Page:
Galliano Fashion House Names Bill Gaytten Creative Director
John Galliano’s fashion house named Bill Gaytten as new creative director to replace the label’s eponymous founding designer who was fired this year and is standing trial in Paris for making anti-Semitic comments.
Gaytten, born in England in 1960, has worked at Galliano for 23 years after employment at Victor Edelstein for three years, the fashion house said in a statement yesterday.
“Gaytten’s expertise to innovate patterns, cut and drape are what define the DNA of the house,” the statement said.
John Galliano told a Paris court this week that addictions to alcohol and drugs left him unable to remember anti-Semitic and racist attacks that bar patrons said he made. He said was sorry for “the sadness this affair has caused.”
The 50-year-old, Gibraltar-born designer said he began receiving treatment for addiction to alcohol, sleeping pills and valium at a clinic in Arizona in February and is now being treated in Switzerland. He isn’t working.
Galliano was fired by Christian Dior SA (CDI) over a video recording of him saying “I love Hitler.” He testified this week that, when questioned by police, he denied making other racist and anti-Semitic statements outright because, “I was still taking those pills. I was in complete denial.”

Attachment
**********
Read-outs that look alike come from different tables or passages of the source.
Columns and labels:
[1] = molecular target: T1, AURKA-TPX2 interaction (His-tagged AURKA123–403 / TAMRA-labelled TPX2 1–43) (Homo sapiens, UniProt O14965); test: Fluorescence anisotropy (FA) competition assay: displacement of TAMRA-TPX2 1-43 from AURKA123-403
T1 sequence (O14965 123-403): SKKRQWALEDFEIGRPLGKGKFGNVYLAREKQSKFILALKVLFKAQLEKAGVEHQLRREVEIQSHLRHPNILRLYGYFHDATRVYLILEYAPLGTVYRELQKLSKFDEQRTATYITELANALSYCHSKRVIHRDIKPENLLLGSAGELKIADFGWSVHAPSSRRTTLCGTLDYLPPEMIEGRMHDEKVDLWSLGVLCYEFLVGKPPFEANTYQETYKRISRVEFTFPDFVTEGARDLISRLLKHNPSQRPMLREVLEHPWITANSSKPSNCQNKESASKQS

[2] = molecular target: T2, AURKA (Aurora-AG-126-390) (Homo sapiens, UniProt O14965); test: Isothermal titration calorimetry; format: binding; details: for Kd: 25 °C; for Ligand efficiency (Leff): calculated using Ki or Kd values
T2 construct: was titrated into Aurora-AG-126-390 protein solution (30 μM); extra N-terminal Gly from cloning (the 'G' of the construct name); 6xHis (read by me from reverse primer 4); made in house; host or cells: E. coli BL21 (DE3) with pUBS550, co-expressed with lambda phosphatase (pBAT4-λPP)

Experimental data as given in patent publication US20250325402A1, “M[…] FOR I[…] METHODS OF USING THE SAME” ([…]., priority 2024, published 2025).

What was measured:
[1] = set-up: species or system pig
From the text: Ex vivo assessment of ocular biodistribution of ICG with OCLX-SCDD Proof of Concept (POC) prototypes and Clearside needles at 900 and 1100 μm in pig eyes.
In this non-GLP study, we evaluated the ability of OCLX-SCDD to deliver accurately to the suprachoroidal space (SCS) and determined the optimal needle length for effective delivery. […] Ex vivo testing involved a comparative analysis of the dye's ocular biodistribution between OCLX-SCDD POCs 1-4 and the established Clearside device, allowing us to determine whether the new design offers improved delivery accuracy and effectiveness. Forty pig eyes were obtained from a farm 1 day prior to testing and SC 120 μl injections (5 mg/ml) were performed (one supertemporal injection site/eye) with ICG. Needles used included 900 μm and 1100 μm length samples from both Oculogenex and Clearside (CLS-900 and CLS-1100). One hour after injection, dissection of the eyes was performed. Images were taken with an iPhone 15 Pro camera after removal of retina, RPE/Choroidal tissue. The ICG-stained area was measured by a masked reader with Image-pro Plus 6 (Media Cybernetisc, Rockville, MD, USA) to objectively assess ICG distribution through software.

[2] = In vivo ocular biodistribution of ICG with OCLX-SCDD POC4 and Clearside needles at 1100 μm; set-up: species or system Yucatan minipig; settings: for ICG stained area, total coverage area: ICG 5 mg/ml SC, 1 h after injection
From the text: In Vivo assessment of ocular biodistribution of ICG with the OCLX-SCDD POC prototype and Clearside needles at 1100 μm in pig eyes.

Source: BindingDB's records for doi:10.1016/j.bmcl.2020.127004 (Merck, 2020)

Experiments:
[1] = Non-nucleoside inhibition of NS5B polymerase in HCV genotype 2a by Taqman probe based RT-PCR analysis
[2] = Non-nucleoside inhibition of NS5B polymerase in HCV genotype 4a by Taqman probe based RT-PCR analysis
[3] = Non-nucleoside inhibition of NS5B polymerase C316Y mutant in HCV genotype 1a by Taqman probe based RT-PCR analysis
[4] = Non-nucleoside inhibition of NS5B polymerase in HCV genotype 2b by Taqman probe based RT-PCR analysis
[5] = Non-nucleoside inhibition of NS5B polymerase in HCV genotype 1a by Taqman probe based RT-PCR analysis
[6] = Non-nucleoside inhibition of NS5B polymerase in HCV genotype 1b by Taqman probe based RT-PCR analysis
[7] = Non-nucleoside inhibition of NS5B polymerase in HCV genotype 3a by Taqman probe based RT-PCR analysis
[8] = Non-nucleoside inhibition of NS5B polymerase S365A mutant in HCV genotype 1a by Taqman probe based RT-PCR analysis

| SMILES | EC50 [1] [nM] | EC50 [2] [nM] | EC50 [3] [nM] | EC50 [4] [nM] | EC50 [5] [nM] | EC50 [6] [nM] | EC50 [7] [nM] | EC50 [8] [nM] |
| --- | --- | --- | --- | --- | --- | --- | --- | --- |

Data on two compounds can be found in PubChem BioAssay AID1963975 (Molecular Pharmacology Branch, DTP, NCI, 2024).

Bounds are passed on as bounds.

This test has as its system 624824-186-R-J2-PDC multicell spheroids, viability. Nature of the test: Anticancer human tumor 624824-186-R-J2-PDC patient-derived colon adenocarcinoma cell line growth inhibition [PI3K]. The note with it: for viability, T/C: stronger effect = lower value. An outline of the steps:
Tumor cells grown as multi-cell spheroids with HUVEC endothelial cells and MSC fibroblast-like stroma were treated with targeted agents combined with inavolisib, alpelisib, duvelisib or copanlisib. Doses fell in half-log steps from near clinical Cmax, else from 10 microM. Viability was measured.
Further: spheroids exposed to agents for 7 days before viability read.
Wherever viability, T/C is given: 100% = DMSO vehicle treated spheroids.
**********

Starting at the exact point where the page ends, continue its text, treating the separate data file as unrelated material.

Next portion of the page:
Galliano’s accusers at the trial said he uttered the slurs at a café in Paris’s fashionable third arrondissement. Within days of that Feb. 24 incident, an undated video of a slurring Galliano praising Adolf Hitler, and saying “people like you would be dead,” was posted on the website of the U.K. tabloid The Sun. Galliano was fired by the Paris fashion house the next day, less than a week before he was to host its women’s ready- to-wear show.
To contact the reporter on this story: Francois De Beaupuy in Paris at firstname.lastname@example.org
To contact the editor responsible for this story: Benedikt Kammel at email@example.com
Bloomberg moderates all comments. Comments that are abusive or off-topic will not be posted to the site. Excessively long comments may be moderated as well. Bloomberg cannot facilitate requests to remove comments or explain individual moderation decisions.